Geocenamus brevidens (Allen, 1955)
Synonyms: Tylenchorhynchus brevidens Allen, 1955
Geocenamus brevidens Brzeski
Female: Body straight to ventrally arcuate, length 0.54-0.69 mm.
about 1.1 µm wide near middle, lacking longitudinal striations.
with 6 smooth incisures, about one-third as wide as body, not
near or at level of excretory pore;
latter just behind poorly developed hemizonid,
situated between nerve ring and basal esophageal bulb.
Lip region broadly rounded, continuous with body contour. Lip
region has 5 or 6 annules; labial framework lightly sclerotized.
Stylet moderately developed; basal knobs rounded, backwardly
sloping. Orifice of dorsal esphageal gland 2 to 5 µm behind spear
Median esophageal bulb well developed, oval, with distinct refractive
valve in center.
Esophageal base not extending over intestine; esophago-intestinal valve
Vulva a transverse slit, about one-third body-width long.
rounded, well formed and with sperms only in impregnated females, which are not
common in a population.
Oocytes in one line except for a few in germinal zone of ovary.
Intestine not overlapping rectum or extending into tail
Tail sub-cylindrical, finely annulated, with unstriated, round to
usually just behind middle of tail.
Male: Uncommon, probably not essential for reproduction.
Length, male: 0.56-0.64 mm
Bursa finely crenate, extending to end of tail.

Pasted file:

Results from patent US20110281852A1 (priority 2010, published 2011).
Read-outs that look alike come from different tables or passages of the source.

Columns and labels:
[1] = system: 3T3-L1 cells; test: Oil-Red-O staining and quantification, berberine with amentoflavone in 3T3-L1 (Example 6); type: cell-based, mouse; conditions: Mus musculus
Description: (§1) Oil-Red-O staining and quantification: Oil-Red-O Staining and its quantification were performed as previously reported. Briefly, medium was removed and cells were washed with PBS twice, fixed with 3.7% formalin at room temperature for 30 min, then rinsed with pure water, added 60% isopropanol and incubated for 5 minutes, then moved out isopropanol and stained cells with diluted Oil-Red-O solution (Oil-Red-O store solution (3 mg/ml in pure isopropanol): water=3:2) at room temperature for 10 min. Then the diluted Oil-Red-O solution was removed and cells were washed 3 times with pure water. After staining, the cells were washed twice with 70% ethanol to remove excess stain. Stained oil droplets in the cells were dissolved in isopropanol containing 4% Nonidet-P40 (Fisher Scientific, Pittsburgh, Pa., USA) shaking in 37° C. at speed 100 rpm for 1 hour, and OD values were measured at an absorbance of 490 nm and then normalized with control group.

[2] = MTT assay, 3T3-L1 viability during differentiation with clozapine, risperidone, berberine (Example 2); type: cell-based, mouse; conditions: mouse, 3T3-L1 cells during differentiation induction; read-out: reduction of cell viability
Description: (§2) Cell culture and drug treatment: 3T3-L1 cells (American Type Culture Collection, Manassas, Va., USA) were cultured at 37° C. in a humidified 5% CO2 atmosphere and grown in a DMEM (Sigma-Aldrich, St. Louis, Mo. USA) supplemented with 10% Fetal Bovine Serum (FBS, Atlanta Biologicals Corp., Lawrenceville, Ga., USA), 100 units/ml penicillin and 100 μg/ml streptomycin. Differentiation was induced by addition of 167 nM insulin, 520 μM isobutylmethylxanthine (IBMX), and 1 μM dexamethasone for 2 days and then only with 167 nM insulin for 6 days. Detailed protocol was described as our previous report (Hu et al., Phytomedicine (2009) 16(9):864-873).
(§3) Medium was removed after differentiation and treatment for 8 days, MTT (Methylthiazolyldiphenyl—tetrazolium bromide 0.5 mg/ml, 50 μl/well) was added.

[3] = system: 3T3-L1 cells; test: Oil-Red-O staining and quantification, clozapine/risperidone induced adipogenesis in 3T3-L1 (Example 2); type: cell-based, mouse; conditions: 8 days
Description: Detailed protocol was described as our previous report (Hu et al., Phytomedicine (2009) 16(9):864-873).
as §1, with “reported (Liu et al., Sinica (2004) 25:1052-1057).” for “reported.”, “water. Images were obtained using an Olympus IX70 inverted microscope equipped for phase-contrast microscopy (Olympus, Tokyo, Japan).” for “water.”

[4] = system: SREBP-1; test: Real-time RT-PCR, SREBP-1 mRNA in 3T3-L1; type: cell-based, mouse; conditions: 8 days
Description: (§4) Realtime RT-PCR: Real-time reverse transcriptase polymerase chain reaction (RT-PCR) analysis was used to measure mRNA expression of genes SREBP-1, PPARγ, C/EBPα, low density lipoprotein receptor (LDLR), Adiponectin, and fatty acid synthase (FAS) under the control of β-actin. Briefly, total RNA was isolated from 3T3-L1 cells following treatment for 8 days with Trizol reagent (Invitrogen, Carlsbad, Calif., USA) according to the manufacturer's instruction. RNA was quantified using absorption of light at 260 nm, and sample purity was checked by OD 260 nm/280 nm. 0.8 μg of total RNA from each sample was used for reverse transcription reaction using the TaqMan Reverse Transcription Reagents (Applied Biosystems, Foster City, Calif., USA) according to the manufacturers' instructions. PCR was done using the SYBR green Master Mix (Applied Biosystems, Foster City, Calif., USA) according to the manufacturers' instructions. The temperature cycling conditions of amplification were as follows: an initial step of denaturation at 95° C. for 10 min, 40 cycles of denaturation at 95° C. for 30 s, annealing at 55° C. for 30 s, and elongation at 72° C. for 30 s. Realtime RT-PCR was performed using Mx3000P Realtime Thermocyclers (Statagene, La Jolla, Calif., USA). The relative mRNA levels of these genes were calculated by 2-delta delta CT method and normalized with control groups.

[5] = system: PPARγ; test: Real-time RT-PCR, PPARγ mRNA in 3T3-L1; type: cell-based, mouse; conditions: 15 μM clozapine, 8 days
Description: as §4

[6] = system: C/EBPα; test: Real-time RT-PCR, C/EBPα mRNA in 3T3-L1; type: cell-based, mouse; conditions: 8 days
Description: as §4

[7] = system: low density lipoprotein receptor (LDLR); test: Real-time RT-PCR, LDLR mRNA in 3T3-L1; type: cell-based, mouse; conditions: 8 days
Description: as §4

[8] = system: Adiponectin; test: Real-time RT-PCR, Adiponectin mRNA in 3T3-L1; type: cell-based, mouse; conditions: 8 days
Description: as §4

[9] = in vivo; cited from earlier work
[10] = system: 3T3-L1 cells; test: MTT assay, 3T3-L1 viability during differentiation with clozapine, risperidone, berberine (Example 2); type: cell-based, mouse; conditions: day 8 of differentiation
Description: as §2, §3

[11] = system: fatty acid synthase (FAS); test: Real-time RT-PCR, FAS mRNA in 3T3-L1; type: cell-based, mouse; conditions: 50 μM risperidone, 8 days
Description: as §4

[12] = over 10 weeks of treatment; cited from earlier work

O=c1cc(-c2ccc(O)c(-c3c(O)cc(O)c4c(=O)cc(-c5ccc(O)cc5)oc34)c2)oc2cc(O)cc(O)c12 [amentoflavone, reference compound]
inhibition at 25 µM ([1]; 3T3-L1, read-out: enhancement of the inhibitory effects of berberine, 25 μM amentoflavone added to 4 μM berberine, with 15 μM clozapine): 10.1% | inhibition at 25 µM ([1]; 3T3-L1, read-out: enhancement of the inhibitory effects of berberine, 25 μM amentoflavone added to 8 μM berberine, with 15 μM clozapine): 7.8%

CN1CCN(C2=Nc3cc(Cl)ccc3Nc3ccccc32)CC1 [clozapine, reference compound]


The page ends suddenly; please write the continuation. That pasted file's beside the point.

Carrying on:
slightly cephalated and ventrally arcuate, with distinctly notched distal ends.
Gubernaculum in ventral
view disc-like, 4.5 µm wide, not protrusible.
Reported median body size for this species (Length mm; width micrometers; weight micrograms) - Click:
U.S., Australia, Europe, and South America.
in California Nematode Pest Rating System.
Merlinius brevidens is an ectoparasite on root hairs and
epidermal cells; average feeding time is 11 min.
The nematodes appear to be indiscriminate in their choice of feeding
sites, and move rapidly from one site to another.
Grasses, cereals, garlic, alfalfa, potato, peas, pears - Alfalfa in the
Davis area and elsewhere in Northern California.
Male uncommon, probably not essential for reproduction.
Bridge (1970) observed that a female laid 11 eggs over a period of 120
hours while feeding, and the newly hatched juveniles fed on the same root as
Wet soils shorten survival of M. brevidens; nematode can survive for 1
month in wet soil; 9 months in dry.
Langdon et al. (1961) found that M. brevidens was associated
with stunt symptoms in wheat and barley in Oklahoma.
Varo Alcala et al. (1970) reported that this nematode causes increased
cellulose thickenings of the external cell walls of the root hypodermis of wheat
and barley in Spain.
Nematode feeding may increase susceptibility of barley and wheat to
invasion by Olpidium fungus (Langdon et al., 1961).
Yields of no-till annual spring wheat (Triticum aestivum) in
eastern Oregon were inversely correlated with population levels of Merlinius
(Geocenamus) brevidens. Soil treatment with
Aldicarb improved grain yields
(Smiley et al., 2006).
Soil fumigation with ethylene
dibromide (EDB) decreased the populations of M. brevidens in
Californian pear orchards, but there was no evidence to indicate a correlation
between the population density of the nematode and pear vigor (Lownsbery
et al., 1964).
Host Plant Resistance, Non-hosts
CIH Descriptions of Plant-parasitic Nematodes, Set 1, No. 8 (1972)
Smiley RW, Whittaker RG, Gourlie JA, Easley SA. 2006. Geocenamus brevidens
associated with reduced yield of no-till annual spring wheat in Oregon. Plant